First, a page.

Groups of women line the walls and congregate in clusters; a generational mix of dark-eyed teenage beauties, mothers and daughters, older sages shriveled with age. Surrounded by buckets, they are in various stages of soaping, scrubbing, washing, and rinsing. The hum of gossip buzzes – it’s lively without being loud. This is where women come to socialize and take a break from their daily duties of cooking and cleaning. Since it is a cultural no-no for Moroccan women to visit cafes and bars on their own, the hammam is their communal hub where they can gab and, literally, let down their hair.

To get acclimated to the heat, we begin in the warm room. Ikram has brought us plastic mats on which to sit; it’s a little slice of luxury in the barebones space. As Ikram fills our buckets with hot and cold water from faucets along the wall, she explains that it’s necessary to not use too much water while bathing, since water is a valuable resource there. Two buckets per person is adequate; three would be considered selfish – no need to stoke the stereotype of American greed. We sit together to let the heat penetrate our pores, then Ikram mixes the sabon beldi  with water to create a malleable soap. Following her lead, I lather my body with the slippery soap.  Like sisters sharing a bath, she offers to wash my back and invites me to do the same.

“Gommage” A stout, elderly woman waddles by asking if we want a scrub. While some women scrub themselves, as a hammam newbie, I opt to splurge on the professional treatment.  Facing me, she takes my kiis and begins to slough the dead skin off my arms.  In order to achieve maximum exfoliation, she rubs aggressively – think dominating more than therapeutic.  As she finishes a section, she mutters directions in Arabic then smacks my body once she remembers we don’t share a common language.  In order to protect me from the scummy floor, she unabashedly flings my reclining body over her lap. She is so intent on exfoliating that she is unaware that her giant bosoms keep smacking against my skin. I am stretched, contorted, scrubbed and polished – no inch of my flesh is ignored, not even the private bits. I couldn’t be further away from the solitude, frivolity (cucumber infused water, expensive lotions), and hushed silence of fancy Western spas.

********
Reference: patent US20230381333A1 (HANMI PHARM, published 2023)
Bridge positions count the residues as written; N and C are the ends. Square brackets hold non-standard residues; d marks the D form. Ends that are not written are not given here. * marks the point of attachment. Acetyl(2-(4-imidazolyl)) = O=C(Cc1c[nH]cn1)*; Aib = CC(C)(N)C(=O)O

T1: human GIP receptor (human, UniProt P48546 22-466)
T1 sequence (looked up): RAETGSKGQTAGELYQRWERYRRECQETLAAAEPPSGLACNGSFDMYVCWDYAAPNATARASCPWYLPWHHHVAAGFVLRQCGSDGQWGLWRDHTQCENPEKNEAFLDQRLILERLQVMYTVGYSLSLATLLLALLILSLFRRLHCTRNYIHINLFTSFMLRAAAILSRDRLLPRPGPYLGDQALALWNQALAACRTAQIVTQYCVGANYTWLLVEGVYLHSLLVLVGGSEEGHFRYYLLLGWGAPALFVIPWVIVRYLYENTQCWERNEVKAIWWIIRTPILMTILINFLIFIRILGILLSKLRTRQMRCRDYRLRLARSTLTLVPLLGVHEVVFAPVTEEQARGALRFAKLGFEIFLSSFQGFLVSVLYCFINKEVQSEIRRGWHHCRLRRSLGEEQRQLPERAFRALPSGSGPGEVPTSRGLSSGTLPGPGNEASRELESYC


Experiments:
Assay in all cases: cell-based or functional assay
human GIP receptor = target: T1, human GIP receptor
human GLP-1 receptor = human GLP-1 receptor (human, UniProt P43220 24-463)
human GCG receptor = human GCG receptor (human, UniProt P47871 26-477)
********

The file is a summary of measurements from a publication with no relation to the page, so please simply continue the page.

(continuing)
Afterwards, my skin as pink as the walls of the city, Ikram and I wash our hair together. Rinsing, I watch the shampoo bubbles cascade to the floor and join the rivulets of the other ladies’ soap, dirt, and skin en route to the drain. In the hammam, the lines of tourist/local and American/Moroccan are irrelevant – we are all bathers. Through washing, I have been initiated into the sorority of Moroccan women.

Photo credit: Alexis Steinman, Spixey/flickr,ozziebackpacker/flickr

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  • Joni says:

    I am impressed, Alexis, with how similar is the communal nature of hammam culture and the Korean spa culture of L.A. and beyond. There too one sees families of women, neighborhoods of women, offices of women, enjoying time away from the bustle that is their respective lives, relaxing while engaged in a cleansing of the body, together and on their own.

    Thanks for the insights: they were evocative and permitted me to be with you in Marrakesh, old and new.

    Lost Girls: I hope we see Alexis’ work again in the very near future.

  • I love how you told the story! I avoided the public bathhouses the whole year I lived in Korea, but if I ever do make it to Morocco, I feel the need to give it a try.

  • Rene Lasko says:

    I am so thrilled I found your blog. I really found you by accident, while I was browsing on Yahoo for something else. I like with what you wrote in this blog post. I haven’t looked at it that way. Thanks for being such a good writier.